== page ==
Sunday 8 July 2012

1986 vintage 28-85mm AF Nikkor

nevard_120708_BQ_DSC_6792 by nevardmedia
nevard_120708_BQ_DSC_6792, a photo by nevardmedia on Flickr.
Dusk at Brewhouse Quay.

Earlier today I was going through some of old lenses that rarely see the light of day too often, and came across this 1986 vintage 28-85mm AF Nikkor zoom in the bottom of my kit drawer.

AS a bit of fun I popped it onto my Nikon D700 to see how it performed on a full frame body, especially due to the very close focusing 'macro' at the 28mm end which goes right down to around 5cm.

To be honest I was expecting it to perform like a dog, but was very pleasantly surprised so find that it's pretty good. Admittedly there is quite a bit of flare from the point light sources as one would expect from a complex optic when photographing scenes like the above, but not too unpleasant. in fact there's even a filter in Photoshop to produce just such an effect, this is the real thing though!

Compared to more expensive pro-spec Nikkor zooms and primes, there is quite a bit of colour fringing (chromatic aberration) towards the edge of the field, but that can been totally eliminated in Adobe RAW, thus making the lens a better performer on digital capture than it ever would have been on film. With the small f-stops I shoot with, it's also very sharp right through to the corners, this is something which really surprised me for such an elderly zoom design.  Barrel distortion, which most mid-range and wide angle zoom will exhibit to a certain degree at their widest settings is pretty well controlled too. As with the chromatic aberration, such is easily addressed at the RAW conversion stage.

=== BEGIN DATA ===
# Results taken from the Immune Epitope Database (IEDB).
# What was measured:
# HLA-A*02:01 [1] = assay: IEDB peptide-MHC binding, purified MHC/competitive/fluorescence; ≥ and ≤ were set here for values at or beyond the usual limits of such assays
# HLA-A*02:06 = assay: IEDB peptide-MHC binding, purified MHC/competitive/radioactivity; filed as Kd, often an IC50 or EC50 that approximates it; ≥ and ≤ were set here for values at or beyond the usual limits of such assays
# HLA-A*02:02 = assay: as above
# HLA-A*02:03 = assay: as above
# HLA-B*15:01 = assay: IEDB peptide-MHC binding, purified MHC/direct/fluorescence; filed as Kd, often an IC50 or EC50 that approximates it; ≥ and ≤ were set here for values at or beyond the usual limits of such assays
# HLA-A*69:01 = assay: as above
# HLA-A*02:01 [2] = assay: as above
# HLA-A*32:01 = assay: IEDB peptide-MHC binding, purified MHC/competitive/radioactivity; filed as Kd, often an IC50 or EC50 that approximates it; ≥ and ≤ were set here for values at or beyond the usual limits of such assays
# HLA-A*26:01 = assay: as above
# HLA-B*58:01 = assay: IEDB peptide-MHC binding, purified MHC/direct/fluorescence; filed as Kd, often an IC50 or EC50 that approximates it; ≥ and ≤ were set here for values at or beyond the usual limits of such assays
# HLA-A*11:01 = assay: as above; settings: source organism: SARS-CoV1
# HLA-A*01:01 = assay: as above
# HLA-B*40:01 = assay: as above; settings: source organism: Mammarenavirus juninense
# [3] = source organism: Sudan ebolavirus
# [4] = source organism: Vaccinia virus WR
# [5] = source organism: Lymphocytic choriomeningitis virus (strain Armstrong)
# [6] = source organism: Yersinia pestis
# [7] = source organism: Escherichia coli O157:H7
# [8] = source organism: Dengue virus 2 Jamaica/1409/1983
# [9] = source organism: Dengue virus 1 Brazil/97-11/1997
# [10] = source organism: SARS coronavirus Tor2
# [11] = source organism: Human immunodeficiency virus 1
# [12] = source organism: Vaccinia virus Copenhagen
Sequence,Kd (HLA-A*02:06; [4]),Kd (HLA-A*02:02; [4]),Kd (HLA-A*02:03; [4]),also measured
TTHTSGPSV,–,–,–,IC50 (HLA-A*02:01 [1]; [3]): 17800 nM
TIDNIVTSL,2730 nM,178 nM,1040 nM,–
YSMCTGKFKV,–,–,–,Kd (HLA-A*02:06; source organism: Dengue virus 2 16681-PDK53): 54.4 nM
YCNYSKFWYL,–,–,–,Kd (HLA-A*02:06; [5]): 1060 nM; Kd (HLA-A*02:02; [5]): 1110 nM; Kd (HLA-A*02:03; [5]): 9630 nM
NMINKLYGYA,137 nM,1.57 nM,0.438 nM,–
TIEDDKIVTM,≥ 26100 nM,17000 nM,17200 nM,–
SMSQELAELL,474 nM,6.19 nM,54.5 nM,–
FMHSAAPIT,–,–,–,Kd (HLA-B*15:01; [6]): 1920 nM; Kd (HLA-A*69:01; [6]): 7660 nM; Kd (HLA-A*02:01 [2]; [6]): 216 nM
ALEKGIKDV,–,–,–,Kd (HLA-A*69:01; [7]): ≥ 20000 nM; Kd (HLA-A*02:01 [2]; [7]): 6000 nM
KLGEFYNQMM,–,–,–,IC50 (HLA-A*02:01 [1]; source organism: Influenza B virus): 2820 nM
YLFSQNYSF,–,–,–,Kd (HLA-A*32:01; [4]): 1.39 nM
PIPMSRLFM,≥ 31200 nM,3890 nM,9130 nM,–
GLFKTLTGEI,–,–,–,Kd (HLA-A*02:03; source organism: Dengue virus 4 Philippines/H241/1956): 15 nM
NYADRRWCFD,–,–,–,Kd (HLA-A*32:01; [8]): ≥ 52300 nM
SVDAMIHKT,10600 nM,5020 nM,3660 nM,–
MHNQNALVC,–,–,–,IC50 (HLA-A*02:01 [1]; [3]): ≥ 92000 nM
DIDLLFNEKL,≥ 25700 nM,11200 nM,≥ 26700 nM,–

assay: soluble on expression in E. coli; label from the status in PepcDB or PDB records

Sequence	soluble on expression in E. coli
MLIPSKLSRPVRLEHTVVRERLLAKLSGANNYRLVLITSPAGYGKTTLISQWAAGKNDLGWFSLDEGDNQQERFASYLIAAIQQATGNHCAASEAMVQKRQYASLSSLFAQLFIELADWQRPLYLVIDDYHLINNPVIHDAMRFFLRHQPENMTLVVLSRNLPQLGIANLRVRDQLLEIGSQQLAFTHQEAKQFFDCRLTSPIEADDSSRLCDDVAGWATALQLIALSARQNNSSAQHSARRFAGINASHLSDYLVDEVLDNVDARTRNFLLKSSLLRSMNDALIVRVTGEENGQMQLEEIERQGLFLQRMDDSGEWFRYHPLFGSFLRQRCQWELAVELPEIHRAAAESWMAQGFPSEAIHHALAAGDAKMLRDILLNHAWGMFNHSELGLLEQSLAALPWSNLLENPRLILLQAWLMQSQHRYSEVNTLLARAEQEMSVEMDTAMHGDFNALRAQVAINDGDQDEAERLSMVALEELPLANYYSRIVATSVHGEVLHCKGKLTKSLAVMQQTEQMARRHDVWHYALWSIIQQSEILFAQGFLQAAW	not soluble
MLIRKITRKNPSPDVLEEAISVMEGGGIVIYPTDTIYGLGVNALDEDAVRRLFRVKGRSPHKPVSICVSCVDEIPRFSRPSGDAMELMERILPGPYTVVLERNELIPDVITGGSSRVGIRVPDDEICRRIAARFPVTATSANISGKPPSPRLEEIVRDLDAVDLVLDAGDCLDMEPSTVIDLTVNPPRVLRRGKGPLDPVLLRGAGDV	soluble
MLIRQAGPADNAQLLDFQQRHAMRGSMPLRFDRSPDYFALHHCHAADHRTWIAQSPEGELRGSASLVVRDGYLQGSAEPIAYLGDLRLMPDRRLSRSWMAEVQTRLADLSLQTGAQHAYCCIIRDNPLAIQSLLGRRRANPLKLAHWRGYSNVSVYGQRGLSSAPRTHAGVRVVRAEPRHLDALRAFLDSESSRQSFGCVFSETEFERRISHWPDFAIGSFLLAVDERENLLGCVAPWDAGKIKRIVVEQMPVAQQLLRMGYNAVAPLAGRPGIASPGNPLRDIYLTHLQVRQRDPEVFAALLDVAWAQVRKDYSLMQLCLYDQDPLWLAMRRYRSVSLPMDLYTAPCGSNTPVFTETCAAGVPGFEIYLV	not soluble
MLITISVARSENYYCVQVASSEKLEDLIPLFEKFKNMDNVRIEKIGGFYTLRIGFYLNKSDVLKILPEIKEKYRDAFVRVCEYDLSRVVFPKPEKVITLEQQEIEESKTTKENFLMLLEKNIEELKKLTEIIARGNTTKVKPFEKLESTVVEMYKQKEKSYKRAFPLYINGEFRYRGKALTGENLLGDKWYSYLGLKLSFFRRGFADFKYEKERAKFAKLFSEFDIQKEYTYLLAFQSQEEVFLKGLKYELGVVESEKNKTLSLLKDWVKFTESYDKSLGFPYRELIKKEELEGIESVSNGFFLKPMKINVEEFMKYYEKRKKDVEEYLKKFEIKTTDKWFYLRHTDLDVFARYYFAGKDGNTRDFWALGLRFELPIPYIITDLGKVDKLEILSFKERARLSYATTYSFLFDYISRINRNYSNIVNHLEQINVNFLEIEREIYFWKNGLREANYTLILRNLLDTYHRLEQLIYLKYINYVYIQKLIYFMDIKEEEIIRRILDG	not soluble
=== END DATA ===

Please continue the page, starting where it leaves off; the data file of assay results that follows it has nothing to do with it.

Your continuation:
I'm so impressed with it, that I'll have to find some extra room in my kit bag, with miniature photography it's often useful to have a wide lens with good close-up.

Nikon D700, 20 sec f22, 400 iso

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